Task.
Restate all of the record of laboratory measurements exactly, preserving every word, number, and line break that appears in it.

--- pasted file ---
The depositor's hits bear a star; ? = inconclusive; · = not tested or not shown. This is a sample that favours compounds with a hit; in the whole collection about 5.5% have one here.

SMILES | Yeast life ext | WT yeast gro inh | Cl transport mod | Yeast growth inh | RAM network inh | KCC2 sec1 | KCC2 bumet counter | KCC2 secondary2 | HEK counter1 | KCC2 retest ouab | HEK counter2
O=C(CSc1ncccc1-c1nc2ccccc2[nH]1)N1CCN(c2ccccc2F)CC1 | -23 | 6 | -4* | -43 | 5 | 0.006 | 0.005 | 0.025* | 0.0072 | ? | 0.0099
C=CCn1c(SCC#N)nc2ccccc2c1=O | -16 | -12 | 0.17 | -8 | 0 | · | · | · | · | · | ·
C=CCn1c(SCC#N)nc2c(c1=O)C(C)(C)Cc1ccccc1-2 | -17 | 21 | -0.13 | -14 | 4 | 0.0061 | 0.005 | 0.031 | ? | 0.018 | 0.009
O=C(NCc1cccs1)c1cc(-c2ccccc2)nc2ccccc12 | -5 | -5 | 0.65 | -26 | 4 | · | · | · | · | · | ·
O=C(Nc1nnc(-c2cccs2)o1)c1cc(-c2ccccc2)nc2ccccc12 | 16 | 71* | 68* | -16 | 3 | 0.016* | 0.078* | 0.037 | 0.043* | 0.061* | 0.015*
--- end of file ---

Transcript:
The depositor's hits bear a star; ? = inconclusive; · = not tested or not shown. This is a sample that favours compounds with a hit; in the whole collection about 5.5% have one here.

SMILES | Yeast life ext | WT yeast gro inh | Cl transport mod | Yeast growth inh | RAM network inh | KCC2 sec1 | KCC2 bumet counter | KCC2 secondary2 | HEK counter1 | KCC2 retest ouab | HEK counter2
O=C(CSc1ncccc1-c1nc2ccccc2[nH]1)N1CCN(c2ccccc2F)CC1 | -23 | 6 | -4* | -43 | 5 | 0.006 | 0.005 | 0.025* | 0.0072 | ? | 0.0099
C=CCn1c(SCC#N)nc2ccccc2c1=O | -16 | -12 | 0.17 | -8 | 0 | · | · | · | · | · | ·
C=CCn1c(SCC#N)nc2c(c1=O)C(C)(C)Cc1ccccc1-2 | -17 | 21 | -0.13 | -14 | 4 | 0.0061 | 0.005 | 0.031 | ? | 0.018 | 0.009
O=C(NCc1cccs1)c1cc(-c2ccccc2)nc2ccccc12 | -5 | -5 | 0.65 | -26 | 4 | · | · | · | · | · | ·
O=C(Nc1nnc(-c2cccs2)o1)c1cc(-c2ccccc2)nc2ccccc12 | 16 | 71* | 68* | -16 | 3 | 0.016* | 0.078* | 0.037 | 0.043* | 0.061* | 0.015*